The news that the contribution of Eastern European immigrants to our country is being overlooked should come as no surprise to anyone with a sense of history. For too long, unlike other countries such as the United States, we in Britain have approached the subject of immigrant communities from the point of view of tolerance of other nationalities in our midst.
This, of course, is a perfectly worthy attitude but one all too often based on a negative viewpoint which casts people in the role of mere beneficiaries of our hospitality - even when such hospitality is in short supply.
As the Learning and Skills Network report shows us (page 2), the truth is rather less flattering about us and rather more positive about migrant labourers.
The labour force arriving from the new EU states is greatly valued by employers because, however uncomfortable we might feel about saying it, they are cheaper and more hard-working than many in our home-grown workforce.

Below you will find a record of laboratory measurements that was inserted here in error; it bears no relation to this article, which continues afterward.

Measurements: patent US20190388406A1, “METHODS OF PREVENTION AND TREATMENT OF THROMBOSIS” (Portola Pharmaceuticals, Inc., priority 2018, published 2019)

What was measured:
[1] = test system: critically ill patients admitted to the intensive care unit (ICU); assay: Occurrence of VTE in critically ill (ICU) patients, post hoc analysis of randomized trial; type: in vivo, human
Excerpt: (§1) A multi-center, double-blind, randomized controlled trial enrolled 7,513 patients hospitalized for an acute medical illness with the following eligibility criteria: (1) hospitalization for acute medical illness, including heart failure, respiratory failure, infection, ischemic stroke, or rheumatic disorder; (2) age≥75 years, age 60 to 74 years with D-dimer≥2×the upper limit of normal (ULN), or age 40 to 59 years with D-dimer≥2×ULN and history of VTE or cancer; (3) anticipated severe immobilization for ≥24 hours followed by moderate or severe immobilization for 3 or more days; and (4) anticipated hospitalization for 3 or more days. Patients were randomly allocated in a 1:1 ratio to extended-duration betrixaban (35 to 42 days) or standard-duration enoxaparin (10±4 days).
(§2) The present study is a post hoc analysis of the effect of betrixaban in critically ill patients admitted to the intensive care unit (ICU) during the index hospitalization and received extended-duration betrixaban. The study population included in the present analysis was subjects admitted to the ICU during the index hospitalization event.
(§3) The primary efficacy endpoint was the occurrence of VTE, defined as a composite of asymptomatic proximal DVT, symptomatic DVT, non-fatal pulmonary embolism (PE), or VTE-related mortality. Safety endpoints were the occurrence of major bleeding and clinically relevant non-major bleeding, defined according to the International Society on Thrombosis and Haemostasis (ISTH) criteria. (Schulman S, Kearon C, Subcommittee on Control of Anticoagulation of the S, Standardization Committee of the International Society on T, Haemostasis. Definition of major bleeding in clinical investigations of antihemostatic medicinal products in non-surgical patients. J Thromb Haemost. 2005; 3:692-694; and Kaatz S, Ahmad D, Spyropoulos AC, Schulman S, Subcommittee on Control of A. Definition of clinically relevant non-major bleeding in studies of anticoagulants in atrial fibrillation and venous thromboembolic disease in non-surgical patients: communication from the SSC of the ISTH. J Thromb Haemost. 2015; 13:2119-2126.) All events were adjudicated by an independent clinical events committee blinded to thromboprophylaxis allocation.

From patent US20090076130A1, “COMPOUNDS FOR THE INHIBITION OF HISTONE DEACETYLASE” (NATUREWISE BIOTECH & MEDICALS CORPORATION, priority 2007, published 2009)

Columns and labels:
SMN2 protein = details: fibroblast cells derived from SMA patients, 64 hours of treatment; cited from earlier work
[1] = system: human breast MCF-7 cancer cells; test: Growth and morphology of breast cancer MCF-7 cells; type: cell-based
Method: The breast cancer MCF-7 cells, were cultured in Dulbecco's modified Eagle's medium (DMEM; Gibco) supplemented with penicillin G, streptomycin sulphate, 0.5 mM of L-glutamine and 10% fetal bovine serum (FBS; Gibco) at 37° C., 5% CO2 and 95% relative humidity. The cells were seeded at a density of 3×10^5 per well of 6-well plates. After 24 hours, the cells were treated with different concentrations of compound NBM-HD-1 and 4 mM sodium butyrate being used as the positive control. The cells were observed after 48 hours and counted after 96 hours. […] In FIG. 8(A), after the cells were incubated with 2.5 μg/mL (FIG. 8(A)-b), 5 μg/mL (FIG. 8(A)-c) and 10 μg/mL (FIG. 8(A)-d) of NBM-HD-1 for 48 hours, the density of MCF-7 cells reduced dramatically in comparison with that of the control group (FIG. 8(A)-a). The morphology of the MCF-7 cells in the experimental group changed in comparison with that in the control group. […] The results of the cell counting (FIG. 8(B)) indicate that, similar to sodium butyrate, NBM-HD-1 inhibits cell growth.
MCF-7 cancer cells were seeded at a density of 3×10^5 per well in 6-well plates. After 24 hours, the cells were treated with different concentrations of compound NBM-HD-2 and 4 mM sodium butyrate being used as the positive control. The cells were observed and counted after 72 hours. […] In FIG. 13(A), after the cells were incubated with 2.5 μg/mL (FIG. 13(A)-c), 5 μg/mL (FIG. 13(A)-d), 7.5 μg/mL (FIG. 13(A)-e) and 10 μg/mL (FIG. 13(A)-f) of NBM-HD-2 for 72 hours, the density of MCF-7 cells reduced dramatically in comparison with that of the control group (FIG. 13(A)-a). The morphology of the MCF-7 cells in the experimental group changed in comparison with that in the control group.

The least we can do is to honour their contribution to our economy by ensuring that they have access to courses in English as a second language.
Most of those arriving from the new EU countries are from Poland. The Polish community will perhaps not be surprised to see the latest wave of immigrants from their homeland being taken for granted.
This year marks the 60th anniversary of the great London victory parade marking the end of the second world war.
The Poles played a critical role alongside the British in the victory.
Indeed, 303 squadron, made up of Polish pilots based at RAF Northolt in London, scored more hits than any other during the pivotal Battle of Britain.
Their reward? The Poles were banned from taking part in the victory parade on the explicit instructions of the then Prime Minister, Clement Attlee.
Now that the Poles are once again out-performing the British, albeit in some of the less glamourous parts of the British economy, let us not make the mistake, out of national arrogance, of failing to recognise the debt we owe them for their latest, peacetime, contribution to our national well-being.
Let us give them, and other European immigrants, the chance to improve their circumstances, instead of overlooking their contribution.
Let us ensure that every Pole, Czech, Latvian, Lithuanian, Estonian, Hungarian, Slovakian and Slovenian who arrives on these shores has proper access to the best that our colleges can offer.